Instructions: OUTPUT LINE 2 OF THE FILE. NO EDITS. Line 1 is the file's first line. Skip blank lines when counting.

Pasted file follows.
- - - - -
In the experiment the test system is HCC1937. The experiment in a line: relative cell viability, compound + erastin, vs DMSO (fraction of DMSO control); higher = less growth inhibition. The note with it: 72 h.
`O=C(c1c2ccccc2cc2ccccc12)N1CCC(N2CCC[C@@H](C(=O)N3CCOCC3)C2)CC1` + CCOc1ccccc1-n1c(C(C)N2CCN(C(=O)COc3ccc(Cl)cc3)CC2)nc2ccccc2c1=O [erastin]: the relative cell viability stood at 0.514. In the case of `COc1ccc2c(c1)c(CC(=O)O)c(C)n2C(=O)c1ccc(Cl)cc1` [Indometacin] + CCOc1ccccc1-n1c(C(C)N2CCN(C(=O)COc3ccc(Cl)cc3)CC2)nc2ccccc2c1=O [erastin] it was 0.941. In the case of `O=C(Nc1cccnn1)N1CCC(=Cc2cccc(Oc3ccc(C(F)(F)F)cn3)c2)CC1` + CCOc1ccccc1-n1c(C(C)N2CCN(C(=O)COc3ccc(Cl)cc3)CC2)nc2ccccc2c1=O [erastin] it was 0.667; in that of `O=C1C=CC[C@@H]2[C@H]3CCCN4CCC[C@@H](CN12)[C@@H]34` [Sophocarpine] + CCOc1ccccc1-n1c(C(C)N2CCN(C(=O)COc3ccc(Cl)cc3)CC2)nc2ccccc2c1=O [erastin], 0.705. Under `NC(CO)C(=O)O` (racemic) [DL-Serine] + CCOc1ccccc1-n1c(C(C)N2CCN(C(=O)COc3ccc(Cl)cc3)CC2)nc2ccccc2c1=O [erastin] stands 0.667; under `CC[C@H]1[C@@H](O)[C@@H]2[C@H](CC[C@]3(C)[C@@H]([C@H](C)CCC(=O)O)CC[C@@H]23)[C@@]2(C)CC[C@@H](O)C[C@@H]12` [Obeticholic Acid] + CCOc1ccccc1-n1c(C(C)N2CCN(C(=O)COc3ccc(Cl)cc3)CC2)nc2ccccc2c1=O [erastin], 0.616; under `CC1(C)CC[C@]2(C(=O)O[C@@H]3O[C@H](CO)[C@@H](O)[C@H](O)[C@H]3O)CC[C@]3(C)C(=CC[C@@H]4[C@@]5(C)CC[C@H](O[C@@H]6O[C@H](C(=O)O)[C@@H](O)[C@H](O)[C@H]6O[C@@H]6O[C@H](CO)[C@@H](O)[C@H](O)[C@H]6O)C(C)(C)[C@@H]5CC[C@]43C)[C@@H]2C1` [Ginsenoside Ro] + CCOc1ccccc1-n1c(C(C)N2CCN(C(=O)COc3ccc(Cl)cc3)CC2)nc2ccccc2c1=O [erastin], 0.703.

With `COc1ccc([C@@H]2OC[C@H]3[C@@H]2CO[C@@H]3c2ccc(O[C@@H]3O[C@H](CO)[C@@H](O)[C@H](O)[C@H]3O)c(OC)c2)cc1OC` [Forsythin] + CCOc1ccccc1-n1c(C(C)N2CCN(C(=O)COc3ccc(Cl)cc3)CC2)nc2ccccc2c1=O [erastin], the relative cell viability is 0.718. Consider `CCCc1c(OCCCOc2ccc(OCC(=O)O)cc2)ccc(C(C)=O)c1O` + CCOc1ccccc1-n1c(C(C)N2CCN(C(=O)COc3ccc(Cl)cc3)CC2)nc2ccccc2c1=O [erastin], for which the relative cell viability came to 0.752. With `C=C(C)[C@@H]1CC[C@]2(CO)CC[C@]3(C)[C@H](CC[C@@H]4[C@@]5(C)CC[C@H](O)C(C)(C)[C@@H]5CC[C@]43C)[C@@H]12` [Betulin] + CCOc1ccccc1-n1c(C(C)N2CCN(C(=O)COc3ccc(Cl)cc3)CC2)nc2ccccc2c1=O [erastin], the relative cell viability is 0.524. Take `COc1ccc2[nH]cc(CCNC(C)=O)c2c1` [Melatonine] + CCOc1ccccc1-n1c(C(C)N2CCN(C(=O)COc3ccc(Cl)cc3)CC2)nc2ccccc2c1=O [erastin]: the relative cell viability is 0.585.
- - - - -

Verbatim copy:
`O=C(c1c2ccccc2cc2ccccc12)N1CCC(N2CCC[C@@H](C(=O)N3CCOCC3)C2)CC1` + CCOc1ccccc1-n1c(C(C)N2CCN(C(=O)COc3ccc(Cl)cc3)CC2)nc2ccccc2c1=O [erastin]: the relative cell viability stood at 0.514. In the case of `COc1ccc2c(c1)c(CC(=O)O)c(C)n2C(=O)c1ccc(Cl)cc1` [Indometacin] + CCOc1ccccc1-n1c(C(C)N2CCN(C(=O)COc3ccc(Cl)cc3)CC2)nc2ccccc2c1=O [erastin] it was 0.941. In the case of `O=C(Nc1cccnn1)N1CCC(=Cc2cccc(Oc3ccc(C(F)(F)F)cn3)c2)CC1` + CCOc1ccccc1-n1c(C(C)N2CCN(C(=O)COc3ccc(Cl)cc3)CC2)nc2ccccc2c1=O [erastin] it was 0.667; in that of `O=C1C=CC[C@@H]2[C@H]3CCCN4CCC[C@@H](CN12)[C@@H]34` [Sophocarpine] + CCOc1ccccc1-n1c(C(C)N2CCN(C(=O)COc3ccc(Cl)cc3)CC2)nc2ccccc2c1=O [erastin], 0.705. Under `NC(CO)C(=O)O` (racemic) [DL-Serine] + CCOc1ccccc1-n1c(C(C)N2CCN(C(=O)COc3ccc(Cl)cc3)CC2)nc2ccccc2c1=O [erastin] stands 0.667; under `CC[C@H]1[C@@H](O)[C@@H]2[C@H](CC[C@]3(C)[C@@H]([C@H](C)CCC(=O)O)CC[C@@H]23)[C@@]2(C)CC[C@@H](O)C[C@@H]12` [Obeticholic Acid] + CCOc1ccccc1-n1c(C(C)N2CCN(C(=O)COc3ccc(Cl)cc3)CC2)nc2ccccc2c1=O [erastin], 0.616; under `CC1(C)CC[C@]2(C(=O)O[C@@H]3O[C@H](CO)[C@@H](O)[C@H](O)[C@H]3O)CC[C@]3(C)C(=CC[C@@H]4[C@@]5(C)CC[C@H](O[C@@H]6O[C@H](C(=O)O)[C@@H](O)[C@H](O)[C@H]6O[C@@H]6O[C@H](CO)[C@@H](O)[C@H](O)[C@H]6O)C(C)(C)[C@@H]5CC[C@]43C)[C@@H]2C1` [Ginsenoside Ro] + CCOc1ccccc1-n1c(C(C)N2CCN(C(=O)COc3ccc(Cl)cc3)CC2)nc2ccccc2c1=O [erastin], 0.703.